On Jan. 9, the remedial portion of litigation brought by a coalition of former and current HBCU students against the state of Maryland will begin.
In October 2013, District Court Judge Catherine C. Blake ruled in favor of the Coalition for Equity and Excellence in Maryland Higher Education, saying Maryland had violated the U.S. Constitution by perpetuating a segregated higher education system through the practice of program duplication.
Maryland’s willful disregard for the law violated the rights of students attending the state’s four HBCUs– Bowie State University, Coppin State University, Morgan State University, and the University of Maryland Eastern Shore—the federal judge concluded.
“This case is about bringing long overdue racial equity to students enrolled at HBCUs and for the prospective students not yet enrolled in those schools who are seeking access to equal educational opportunity,” said Kristen Clarke, president and executive director of the Lawyers’ Committee for Civil Rights Under Law, which represented the Coalition, in a press call Jan. 4. “The court made clear the state’s obligation to eliminate vestiges of discrimination and found that that obligation includes more than efforts to diversify its traditionally White institutions but also an affirmative obligation to address the racial segregation that persists today at HBCUs, segregation that is the results of its very own unconstitutional policies and practices.”
Judge Blake had ordered the plaintiff and the state to enter into mediation and decide upon remedies to address the state’s long-term violations. When those talks failed, the parties were ordered to submit individual proposals—the state’s ideas were found to be inadequate.
“What the state used that two-year period to do was essentially delay coming up with a good-faith remedial plan along the lines that the judge had prescribed,” said Michael Jones, co-lead counsel for the Coalition and partner, Kirkland & Ellis LLP.
But delaying true reform of ongoing segregation in higher education is an approach Maryland has long taken, with “at best, benign neglect” of its obligations and “at worst, outright hostility and foot-dragging,” Clarke said.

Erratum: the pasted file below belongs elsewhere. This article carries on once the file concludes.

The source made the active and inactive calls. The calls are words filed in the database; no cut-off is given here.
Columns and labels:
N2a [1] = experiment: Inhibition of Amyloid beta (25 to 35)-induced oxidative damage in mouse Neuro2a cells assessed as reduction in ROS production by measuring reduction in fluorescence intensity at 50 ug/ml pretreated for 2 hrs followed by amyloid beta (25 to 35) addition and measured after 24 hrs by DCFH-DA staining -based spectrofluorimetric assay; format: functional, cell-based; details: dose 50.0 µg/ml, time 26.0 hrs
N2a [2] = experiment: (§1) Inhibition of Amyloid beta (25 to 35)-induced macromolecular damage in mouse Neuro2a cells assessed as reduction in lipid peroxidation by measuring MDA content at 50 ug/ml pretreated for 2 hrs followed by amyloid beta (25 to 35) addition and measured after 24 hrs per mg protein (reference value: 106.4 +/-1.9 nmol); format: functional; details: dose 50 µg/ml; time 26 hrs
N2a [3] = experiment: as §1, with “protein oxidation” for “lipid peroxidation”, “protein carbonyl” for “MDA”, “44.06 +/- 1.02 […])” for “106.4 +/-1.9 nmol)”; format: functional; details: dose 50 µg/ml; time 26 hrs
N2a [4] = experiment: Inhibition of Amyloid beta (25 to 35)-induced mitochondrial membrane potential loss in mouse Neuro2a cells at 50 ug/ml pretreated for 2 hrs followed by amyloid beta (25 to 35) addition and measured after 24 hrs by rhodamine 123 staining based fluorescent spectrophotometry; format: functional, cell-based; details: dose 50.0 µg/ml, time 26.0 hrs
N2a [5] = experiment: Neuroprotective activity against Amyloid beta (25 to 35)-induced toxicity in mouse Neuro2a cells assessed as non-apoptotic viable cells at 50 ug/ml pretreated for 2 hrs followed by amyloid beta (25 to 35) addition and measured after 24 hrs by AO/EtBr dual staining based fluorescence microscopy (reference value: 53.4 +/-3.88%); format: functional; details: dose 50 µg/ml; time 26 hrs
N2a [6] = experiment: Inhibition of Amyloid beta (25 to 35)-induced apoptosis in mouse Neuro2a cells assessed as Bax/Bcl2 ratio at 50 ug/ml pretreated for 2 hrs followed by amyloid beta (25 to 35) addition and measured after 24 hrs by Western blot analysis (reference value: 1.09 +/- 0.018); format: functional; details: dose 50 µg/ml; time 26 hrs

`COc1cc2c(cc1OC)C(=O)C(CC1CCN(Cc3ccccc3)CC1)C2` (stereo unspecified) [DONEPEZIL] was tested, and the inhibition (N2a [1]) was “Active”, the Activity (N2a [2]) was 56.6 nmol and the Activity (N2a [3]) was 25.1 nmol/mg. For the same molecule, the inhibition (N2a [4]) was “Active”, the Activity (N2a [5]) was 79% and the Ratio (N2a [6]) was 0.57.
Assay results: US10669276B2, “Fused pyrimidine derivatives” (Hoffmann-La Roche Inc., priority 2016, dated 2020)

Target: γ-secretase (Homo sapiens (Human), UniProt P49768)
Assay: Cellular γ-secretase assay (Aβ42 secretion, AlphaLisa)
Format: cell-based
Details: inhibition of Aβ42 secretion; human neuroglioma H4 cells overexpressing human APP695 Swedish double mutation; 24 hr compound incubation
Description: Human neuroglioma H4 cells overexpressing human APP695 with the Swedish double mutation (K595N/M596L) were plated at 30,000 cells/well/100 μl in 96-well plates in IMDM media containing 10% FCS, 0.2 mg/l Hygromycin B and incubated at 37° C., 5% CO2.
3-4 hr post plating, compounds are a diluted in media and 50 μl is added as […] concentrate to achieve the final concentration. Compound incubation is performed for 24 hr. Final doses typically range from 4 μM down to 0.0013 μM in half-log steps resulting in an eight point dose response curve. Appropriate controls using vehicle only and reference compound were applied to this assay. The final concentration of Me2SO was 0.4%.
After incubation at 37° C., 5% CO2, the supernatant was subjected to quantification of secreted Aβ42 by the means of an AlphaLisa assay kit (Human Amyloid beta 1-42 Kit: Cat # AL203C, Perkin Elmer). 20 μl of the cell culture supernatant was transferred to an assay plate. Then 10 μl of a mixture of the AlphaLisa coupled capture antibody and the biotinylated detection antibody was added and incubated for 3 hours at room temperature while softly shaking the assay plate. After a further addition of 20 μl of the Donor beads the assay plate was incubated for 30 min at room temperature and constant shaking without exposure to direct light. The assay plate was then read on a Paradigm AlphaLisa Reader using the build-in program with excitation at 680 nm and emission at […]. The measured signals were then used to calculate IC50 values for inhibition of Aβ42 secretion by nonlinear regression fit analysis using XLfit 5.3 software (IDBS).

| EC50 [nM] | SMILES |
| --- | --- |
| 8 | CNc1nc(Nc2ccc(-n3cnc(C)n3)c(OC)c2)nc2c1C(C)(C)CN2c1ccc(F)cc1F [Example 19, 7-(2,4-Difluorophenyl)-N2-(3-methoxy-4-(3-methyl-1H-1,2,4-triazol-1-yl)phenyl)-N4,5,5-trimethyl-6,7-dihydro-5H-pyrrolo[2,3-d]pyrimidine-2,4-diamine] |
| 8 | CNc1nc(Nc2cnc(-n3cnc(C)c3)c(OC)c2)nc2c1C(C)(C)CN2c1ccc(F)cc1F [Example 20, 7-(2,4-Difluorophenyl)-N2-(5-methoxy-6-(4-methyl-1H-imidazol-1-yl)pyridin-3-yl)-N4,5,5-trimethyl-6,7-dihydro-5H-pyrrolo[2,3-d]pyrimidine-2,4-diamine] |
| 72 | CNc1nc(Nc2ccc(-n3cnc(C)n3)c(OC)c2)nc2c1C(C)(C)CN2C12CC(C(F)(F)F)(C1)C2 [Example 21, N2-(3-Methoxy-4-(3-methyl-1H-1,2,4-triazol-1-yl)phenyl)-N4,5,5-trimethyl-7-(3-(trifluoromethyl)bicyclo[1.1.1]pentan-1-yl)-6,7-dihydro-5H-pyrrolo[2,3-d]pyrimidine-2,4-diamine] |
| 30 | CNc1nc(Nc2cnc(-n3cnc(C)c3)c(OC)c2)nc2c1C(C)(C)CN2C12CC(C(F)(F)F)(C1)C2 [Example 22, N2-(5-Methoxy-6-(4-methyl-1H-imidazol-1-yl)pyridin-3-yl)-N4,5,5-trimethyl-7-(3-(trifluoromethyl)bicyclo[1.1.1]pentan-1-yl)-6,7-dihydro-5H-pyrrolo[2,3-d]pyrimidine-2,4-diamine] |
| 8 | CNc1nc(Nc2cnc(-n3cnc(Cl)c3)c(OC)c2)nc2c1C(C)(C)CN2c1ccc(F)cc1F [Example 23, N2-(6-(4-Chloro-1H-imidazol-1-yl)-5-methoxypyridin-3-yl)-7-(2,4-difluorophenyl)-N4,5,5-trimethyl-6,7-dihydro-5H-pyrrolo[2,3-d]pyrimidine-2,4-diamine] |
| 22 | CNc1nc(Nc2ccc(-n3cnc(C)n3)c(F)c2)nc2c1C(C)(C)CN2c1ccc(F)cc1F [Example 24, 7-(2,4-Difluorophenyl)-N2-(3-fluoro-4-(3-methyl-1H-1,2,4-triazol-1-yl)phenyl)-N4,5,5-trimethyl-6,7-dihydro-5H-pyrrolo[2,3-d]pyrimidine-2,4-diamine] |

Over the decades, several blue-ribbon commissions have studied and pointed out the state’s failure to eliminate the dual system of education and provided recommendations for its correction—solutions that were ignored. The state also failed to live up to a 2000 agreement with the U.S. Department of Education’s Office of Civil Rights.
“The state made many, many commitments to develop [HBCUs] into viable centers of excellence but never did,” said Earl Richardson, president emeritus of Morgan State University. “And so that’s what we’re striving for, such that the state of Maryland becomes the leader in terms of at last achieving an integrated and complementary system of higher education.”
And there are more recent signs of the state’s preferential treatment of traditionally White institutions, said Jon Greenbaum, senior counsel at the Lawyers’ Committee. Last year, for example, the Maryland Legislature approved a working agreement between the University of Maryland College Park and the University of Maryland in Baltimore for which the state has pledged tens of millions of dollars. The same legislation also increased the base level of funding for Towson State University and University of Maryland Baltimore County.
“In our view this reflects the state’s capacity. When it comes to things that the state chooses to prioritize, it has the capacity of putting tens of millions of dollars into it. Whereas, when it comes to things designed to improve and desegregate the HBIs, the state has pleaded poverty,” he said.
The attorney conceded that the cost of correcting program duplication and the resulting segregation would be “not insignificant.”
To address the ongoing segregation, the Coalition has proposed creating “programmatic niches” at the state’s four HBCUs that “build on existing institutional strengths and to further create institutional identities that would be successful in attracting students of all races,” Greenbaum said.
The group has also called for the process by which new programs are developed and approved by the state’s higher education authority to be changed to ensure duplication and disparities don’t occur. And, for a person or group of persons to be assigned to monitor whatever remedies Judge Clarke orders.
An ideal outcome of the case, Greenbaum said, would be for “the court to order the development of these niches at each of the four school [and] create the structure and financial support and facilities necessary to make sure those programs are successful…. And having the state affirmatively dismantle this dual system.”